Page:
Progress Updates, P2P Networking

For those unfamiliar with Curecoin 2.0, it’s the next-generation cryptocurrency our team is currently working on. To clear up some confusion, I’d like to quickly revisit some frequent concerns:
-> Yes, all Curecoin 1.0 (the current version of Curecoin, which you can earn today by folding) will transfer over to Curecoin 2.0 in a 1:1 ratio.
-> Yes, the new Curecoin 2.0 will have a similar mintage schedule, though it won’t be identical. At most, we’re talking about a 5-10% change in either direction, and there will be community discussion leading up to this.
-> We are not yet decided on if/how Proof-Of-Stake will work in the new currency, but all current PoS mining rewards will transfer over to Curecoin 2.0, of course.
-> The codebase is entirely written from scratch
-> Binaries for all major desktop platforms (Windows, Linux, Mac OS X) will be available at launch
-> Certificate delivery will be at the discretion of the issuing authorities, but will be subject to community/developer approval and testing
-> A testnet of cc2.0 will be available before release for public testing
-> Development will be more public when we get into the interesting portions of cc2.0, right now we’re just recreating existing cryptocurrencies with minor changes tailored to what we’re specifically building.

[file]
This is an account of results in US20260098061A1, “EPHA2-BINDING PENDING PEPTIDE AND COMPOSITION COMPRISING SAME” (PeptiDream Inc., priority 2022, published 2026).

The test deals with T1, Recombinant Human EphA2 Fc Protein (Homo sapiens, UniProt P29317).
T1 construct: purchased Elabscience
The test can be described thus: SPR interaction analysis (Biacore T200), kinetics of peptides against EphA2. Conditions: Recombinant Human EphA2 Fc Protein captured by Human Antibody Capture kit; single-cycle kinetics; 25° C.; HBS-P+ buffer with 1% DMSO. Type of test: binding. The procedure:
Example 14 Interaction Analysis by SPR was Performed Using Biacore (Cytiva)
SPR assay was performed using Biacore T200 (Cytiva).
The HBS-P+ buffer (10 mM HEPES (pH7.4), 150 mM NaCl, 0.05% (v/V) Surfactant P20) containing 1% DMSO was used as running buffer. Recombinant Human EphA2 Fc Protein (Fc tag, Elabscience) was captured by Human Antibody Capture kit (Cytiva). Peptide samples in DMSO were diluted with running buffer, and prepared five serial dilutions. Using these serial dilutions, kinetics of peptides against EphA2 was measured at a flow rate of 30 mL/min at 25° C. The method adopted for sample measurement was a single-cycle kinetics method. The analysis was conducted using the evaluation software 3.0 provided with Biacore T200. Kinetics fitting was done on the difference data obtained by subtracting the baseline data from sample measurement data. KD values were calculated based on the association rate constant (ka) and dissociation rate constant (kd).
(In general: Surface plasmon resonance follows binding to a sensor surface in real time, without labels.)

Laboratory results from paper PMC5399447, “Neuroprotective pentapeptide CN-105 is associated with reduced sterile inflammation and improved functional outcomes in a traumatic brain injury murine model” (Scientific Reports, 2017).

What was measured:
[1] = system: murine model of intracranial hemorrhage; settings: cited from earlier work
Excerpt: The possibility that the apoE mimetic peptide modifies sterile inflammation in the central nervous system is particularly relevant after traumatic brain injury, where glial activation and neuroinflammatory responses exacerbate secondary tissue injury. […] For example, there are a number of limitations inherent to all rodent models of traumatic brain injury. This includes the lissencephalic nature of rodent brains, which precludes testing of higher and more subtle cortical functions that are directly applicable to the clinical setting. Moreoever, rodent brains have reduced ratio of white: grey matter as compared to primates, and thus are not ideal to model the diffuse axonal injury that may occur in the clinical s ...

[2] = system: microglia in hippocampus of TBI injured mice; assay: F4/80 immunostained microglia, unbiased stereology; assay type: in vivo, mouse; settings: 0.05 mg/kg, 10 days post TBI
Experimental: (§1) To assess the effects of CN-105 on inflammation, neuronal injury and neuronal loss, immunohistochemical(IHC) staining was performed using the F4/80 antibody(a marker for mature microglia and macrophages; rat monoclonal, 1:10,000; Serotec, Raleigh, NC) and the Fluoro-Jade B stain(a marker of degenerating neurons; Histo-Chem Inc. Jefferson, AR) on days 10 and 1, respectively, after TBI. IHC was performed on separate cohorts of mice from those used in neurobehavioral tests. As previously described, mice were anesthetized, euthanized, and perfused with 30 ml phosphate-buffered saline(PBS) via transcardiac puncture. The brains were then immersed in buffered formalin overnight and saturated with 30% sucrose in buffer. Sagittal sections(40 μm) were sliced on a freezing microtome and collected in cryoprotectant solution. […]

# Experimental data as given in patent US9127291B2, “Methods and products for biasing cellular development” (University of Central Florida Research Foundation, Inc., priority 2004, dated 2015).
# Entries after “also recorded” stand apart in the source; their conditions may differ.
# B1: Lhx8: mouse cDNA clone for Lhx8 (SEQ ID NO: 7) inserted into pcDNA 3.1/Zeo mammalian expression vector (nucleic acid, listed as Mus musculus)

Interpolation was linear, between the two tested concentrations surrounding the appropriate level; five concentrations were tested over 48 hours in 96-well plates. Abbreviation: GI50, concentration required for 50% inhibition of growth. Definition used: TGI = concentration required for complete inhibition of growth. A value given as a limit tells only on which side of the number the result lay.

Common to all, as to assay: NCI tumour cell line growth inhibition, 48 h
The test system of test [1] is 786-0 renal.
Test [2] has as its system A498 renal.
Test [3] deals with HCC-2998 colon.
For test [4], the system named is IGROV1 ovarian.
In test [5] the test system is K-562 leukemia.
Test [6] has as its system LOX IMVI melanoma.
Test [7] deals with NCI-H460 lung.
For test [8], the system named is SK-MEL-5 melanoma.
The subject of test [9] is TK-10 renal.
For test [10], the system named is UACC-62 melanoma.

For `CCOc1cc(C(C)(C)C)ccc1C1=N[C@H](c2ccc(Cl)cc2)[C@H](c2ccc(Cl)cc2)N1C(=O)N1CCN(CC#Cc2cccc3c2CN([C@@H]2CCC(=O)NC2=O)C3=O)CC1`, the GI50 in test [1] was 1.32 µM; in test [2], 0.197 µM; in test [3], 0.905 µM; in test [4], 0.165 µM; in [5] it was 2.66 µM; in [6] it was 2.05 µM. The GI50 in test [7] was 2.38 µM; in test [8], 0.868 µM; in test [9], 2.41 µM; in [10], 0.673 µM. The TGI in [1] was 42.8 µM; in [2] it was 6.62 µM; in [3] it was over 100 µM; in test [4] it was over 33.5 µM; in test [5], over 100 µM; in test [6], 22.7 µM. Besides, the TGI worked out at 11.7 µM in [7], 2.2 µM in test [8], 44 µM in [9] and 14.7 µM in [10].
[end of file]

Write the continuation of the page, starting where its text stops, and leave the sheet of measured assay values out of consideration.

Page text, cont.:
-> Addresses will most likely be based on Merkelized Lamport Signatures. This prevents against quantum computing attacks.
-> There will most likely be no ‘mining’ element of cc2.0–all computational power put into the system will be doing actual scientific computational research.
-> If there is to be a method of mining, a Proof-Of-Capacity (Check out Burstcoin) may be a candidate, as it is low-energy, serves the same purpose, and doesn’t interfere with computational power going to research.
-> All undistributed premine (which currently pays out to the folding pool) will be destroyed, as it will no longer be needed.
-> Dev funds will be switched from a premine model to a block subsidy model. Dev funds already paid out will transfer as normal coins.
-> Certificate blockchain will require all full nodes to keep a full blockchain, though future work could be done to create distributed clusters of peers who, when combined, hold the blockchain with parity.
-> Merchant integration will be made easier with a set of easy-to-use ActionResponse listeners, where you tell the client ‘do xyz when <address> gets <amount>’ or something similar.